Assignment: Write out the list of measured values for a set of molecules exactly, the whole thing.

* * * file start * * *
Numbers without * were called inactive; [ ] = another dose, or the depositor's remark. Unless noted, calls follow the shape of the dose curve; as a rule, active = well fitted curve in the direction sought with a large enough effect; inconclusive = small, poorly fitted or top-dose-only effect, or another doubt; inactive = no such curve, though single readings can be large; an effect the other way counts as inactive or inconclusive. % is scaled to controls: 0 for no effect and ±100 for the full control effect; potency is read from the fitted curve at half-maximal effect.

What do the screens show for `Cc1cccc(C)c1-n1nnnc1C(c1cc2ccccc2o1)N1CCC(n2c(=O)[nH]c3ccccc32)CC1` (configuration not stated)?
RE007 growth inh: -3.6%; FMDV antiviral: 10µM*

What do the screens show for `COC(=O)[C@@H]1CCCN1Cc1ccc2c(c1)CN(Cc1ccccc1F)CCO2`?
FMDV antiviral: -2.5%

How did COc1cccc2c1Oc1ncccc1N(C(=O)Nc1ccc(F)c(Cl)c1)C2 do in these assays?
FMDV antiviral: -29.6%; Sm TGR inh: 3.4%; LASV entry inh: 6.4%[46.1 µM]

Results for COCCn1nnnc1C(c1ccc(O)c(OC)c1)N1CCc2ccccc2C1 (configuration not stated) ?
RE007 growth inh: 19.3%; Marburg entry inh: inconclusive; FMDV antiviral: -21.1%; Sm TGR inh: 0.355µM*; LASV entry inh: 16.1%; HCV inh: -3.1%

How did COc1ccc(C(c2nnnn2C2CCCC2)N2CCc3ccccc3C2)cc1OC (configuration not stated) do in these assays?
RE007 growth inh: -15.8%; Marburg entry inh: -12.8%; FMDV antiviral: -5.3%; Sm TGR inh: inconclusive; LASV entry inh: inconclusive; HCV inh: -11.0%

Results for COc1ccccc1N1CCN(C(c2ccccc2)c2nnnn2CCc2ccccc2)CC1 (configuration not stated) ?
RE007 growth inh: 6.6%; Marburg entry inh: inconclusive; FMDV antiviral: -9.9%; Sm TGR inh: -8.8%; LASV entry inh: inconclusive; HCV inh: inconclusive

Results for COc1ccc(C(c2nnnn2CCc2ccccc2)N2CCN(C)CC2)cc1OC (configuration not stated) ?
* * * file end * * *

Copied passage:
Numbers without * were called inactive; [ ] = another dose, or the depositor's remark. Unless noted, calls follow the shape of the dose curve; as a rule, active = well fitted curve in the direction sought with a large enough effect; inconclusive = small, poorly fitted or top-dose-only effect, or another doubt; inactive = no such curve, though single readings can be large; an effect the other way counts as inactive or inconclusive. % is scaled to controls: 0 for no effect and ±100 for the full control effect; potency is read from the fitted curve at half-maximal effect.

What do the screens show for `Cc1cccc(C)c1-n1nnnc1C(c1cc2ccccc2o1)N1CCC(n2c(=O)[nH]c3ccccc32)CC1` (configuration not stated)?
RE007 growth inh: -3.6%; FMDV antiviral: 10µM*

What do the screens show for `COC(=O)[C@@H]1CCCN1Cc1ccc2c(c1)CN(Cc1ccccc1F)CCO2`?
FMDV antiviral: -2.5%

How did COc1cccc2c1Oc1ncccc1N(C(=O)Nc1ccc(F)c(Cl)c1)C2 do in these assays?
FMDV antiviral: -29.6%; Sm TGR inh: 3.4%; LASV entry inh: 6.4%[46.1 µM]

Results for COCCn1nnnc1C(c1ccc(O)c(OC)c1)N1CCc2ccccc2C1 (configuration not stated) ?
RE007 growth inh: 19.3%; Marburg entry inh: inconclusive; FMDV antiviral: -21.1%; Sm TGR inh: 0.355µM*; LASV entry inh: 16.1%; HCV inh: -3.1%

How did COc1ccc(C(c2nnnn2C2CCCC2)N2CCc3ccccc3C2)cc1OC (configuration not stated) do in these assays?
RE007 growth inh: -15.8%; Marburg entry inh: -12.8%; FMDV antiviral: -5.3%; Sm TGR inh: inconclusive; LASV entry inh: inconclusive; HCV inh: -11.0%

Results for COc1ccccc1N1CCN(C(c2ccccc2)c2nnnn2CCc2ccccc2)CC1 (configuration not stated) ?
RE007 growth inh: 6.6%; Marburg entry inh: inconclusive; FMDV antiviral: -9.9%; Sm TGR inh: -8.8%; LASV entry inh: inconclusive; HCV inh: inconclusive

Results for COc1ccc(C(c2nnnn2CCc2ccccc2)N2CCN(C)CC2)cc1OC (configuration not stated) ?